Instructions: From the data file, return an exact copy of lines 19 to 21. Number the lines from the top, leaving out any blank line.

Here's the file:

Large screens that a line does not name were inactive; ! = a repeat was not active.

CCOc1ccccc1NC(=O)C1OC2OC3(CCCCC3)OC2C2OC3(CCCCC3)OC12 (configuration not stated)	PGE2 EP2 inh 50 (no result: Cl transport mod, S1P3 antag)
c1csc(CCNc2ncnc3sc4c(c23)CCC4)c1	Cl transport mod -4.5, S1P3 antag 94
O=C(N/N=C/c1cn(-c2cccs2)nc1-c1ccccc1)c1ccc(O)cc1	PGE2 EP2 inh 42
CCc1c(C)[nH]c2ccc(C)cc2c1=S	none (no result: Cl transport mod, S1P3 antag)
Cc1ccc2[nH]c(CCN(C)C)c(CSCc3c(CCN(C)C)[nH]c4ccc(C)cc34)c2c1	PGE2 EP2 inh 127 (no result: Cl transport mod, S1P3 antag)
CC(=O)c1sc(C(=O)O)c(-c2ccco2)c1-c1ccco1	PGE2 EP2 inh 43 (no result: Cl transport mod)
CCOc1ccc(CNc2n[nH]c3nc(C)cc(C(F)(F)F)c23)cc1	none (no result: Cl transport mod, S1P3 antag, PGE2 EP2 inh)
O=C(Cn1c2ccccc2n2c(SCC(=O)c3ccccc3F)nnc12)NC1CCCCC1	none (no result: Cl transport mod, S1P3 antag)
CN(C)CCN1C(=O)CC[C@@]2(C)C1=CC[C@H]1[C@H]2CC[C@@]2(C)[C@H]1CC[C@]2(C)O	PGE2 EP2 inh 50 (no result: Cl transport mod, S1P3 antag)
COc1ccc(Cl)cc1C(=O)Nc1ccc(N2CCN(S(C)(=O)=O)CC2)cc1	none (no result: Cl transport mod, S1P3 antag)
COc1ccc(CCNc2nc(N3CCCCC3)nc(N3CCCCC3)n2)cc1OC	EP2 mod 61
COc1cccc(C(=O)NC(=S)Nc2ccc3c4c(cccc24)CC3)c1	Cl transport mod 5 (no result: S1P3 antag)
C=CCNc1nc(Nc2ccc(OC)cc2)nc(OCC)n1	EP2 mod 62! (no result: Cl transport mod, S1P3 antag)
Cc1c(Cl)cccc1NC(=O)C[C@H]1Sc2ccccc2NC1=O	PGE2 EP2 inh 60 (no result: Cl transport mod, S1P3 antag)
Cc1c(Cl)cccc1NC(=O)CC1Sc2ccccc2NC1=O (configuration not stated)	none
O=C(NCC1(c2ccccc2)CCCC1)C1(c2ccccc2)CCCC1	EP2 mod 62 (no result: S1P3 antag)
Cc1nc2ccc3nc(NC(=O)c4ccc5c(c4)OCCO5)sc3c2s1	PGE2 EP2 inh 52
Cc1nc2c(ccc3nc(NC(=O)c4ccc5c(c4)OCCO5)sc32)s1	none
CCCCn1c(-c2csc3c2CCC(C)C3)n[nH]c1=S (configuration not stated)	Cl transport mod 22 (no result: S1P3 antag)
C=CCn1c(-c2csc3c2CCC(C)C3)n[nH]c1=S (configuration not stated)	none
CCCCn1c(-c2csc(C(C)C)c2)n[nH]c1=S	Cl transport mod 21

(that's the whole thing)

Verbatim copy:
Cc1nc2c(ccc3nc(NC(=O)c4ccc5c(c4)OCCO5)sc32)s1	none
CCCCn1c(-c2csc3c2CCC(C)C3)n[nH]c1=S (configuration not stated)	Cl transport mod 22 (no result: S1P3 antag)
C=CCn1c(-c2csc3c2CCC(C)C3)n[nH]c1=S (configuration not stated)	none